Nuclear Physics B 01/2000; · 4.33 Impact Factor
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    H. Saleur
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    ABSTRACT: I discuss in this paper the continuum limit of integrable spin chains based on the superalgebras sl(N/K). The general conclusion is that, with the full ``supersymmetry'', none of these models is relativistic. When the supersymmetry is broken by the generator of the sub u(1), Gross Neveu models of various types are obtained. For instance, in the case of sl(N/K) with a typical fermionic representation on every site, the continuum limit is the GN model with N colors and K flavors. In the case of sl(N/1) and atypical representations of spin j, a close cousin of the GN model with N colors, j flavors and flavor anisotropy is obtained. The Dynkin parameter associated with the fermionic root, while providing solutions to the Yang Baxter equation with a continuous parameter, thus does not give rise to any new physics in the field theory limit. These features are generalized to the case where an impurity is embedded in the system.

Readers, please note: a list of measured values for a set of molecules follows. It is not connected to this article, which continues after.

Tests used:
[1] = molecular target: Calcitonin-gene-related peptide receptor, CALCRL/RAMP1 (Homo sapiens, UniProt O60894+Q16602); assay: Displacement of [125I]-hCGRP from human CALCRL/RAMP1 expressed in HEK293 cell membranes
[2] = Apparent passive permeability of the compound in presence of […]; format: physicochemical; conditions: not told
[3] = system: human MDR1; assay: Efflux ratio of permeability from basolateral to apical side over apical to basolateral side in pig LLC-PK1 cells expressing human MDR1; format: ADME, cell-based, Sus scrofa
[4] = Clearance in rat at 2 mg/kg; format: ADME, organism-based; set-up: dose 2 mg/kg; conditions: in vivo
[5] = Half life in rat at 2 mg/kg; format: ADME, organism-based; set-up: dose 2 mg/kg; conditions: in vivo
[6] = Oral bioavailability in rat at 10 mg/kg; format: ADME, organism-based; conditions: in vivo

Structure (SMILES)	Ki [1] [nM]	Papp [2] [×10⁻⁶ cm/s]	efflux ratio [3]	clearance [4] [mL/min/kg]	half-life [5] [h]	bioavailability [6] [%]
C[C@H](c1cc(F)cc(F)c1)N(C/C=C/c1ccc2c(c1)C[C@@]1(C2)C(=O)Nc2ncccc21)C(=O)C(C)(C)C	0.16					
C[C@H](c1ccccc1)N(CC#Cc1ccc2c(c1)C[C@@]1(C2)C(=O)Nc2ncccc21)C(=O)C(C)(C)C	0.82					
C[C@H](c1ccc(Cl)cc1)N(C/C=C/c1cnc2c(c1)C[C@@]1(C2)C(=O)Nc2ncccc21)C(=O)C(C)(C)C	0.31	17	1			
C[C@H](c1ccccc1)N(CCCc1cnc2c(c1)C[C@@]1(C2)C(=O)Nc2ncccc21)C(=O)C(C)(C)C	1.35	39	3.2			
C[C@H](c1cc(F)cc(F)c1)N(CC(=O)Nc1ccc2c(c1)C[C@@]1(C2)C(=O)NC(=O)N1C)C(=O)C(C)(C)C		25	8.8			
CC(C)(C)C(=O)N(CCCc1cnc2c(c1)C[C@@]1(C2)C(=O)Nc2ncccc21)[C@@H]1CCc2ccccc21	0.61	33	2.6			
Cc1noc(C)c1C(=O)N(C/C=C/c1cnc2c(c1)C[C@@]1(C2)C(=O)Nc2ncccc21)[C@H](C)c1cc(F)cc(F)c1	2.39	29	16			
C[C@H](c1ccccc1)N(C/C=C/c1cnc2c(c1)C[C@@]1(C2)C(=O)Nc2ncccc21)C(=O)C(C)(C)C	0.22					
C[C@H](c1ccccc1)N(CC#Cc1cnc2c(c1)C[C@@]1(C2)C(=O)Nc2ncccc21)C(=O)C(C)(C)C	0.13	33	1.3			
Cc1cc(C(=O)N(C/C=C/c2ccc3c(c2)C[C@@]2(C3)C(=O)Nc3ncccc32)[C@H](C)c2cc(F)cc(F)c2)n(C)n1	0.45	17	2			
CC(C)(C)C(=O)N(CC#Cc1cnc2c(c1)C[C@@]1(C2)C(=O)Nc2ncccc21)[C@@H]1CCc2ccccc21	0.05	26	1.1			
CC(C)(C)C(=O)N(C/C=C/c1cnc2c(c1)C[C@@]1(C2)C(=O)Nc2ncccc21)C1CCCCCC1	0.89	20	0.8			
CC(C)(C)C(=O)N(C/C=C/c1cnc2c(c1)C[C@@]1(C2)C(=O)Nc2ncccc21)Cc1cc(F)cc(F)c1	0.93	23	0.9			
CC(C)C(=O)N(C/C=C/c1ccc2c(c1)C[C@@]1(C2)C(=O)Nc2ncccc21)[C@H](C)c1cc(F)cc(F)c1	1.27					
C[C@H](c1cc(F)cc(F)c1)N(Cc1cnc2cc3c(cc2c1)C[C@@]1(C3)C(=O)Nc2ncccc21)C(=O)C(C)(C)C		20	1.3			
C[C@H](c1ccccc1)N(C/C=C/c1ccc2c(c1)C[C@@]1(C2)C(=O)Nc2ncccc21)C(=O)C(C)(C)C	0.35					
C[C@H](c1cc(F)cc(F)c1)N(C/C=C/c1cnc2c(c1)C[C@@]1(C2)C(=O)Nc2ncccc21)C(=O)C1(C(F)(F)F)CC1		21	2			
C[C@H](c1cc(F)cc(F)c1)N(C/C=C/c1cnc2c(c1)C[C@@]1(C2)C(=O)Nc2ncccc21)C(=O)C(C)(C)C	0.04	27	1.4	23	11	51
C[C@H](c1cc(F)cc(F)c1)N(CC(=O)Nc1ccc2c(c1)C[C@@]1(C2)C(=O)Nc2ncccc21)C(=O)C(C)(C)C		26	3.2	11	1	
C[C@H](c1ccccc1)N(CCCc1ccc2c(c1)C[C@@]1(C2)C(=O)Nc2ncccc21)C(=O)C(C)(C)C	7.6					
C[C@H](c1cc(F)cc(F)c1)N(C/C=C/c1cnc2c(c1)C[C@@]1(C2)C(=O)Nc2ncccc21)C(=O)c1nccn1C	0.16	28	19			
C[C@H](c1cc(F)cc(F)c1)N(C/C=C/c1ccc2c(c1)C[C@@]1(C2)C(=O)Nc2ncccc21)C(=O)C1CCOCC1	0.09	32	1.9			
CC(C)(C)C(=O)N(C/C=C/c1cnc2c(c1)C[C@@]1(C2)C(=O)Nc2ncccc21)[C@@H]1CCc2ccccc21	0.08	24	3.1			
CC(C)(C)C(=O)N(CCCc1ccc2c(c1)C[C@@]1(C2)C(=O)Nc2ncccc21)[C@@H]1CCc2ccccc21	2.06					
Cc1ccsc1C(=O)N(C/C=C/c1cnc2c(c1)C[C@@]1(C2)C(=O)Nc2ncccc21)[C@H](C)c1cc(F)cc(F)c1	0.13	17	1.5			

Nuclear Physics B 05/1999; · 4.33 Impact Factor
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    H. Saleur
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    ABSTRACT: These are lectures presented at the Les Houches Summer School ``Topology and Geometry in Physics'', July 1998. They provide a simple introduction to non perturbative methods of field theory in 1+1 dimensions, and their application to the study of strongly correlated condensed matter problems - in particular quantum impurity problems. The level is moderately advanced, and takes the student all the way to the most recent progress in the field: many exercises and additional references are provided. In the first part, I give a sketchy introduction to conformal field theory. I then explain how boundary conformal invariance can be used to classify and study low energy, strong coupling fixed points in quantum impurity problems. In the second part, I discuss quantum integrability from the point of view of perturbed conformal field theory, with a special emphasis on the recent ideas of massless scattering. I then explain how these ideas allow the computation of (experimentally measurable) transport properties in cross-over regimes. The case of edge states tunneling in the fractional quantum Hall effect is used throughout the lectures as an example of application.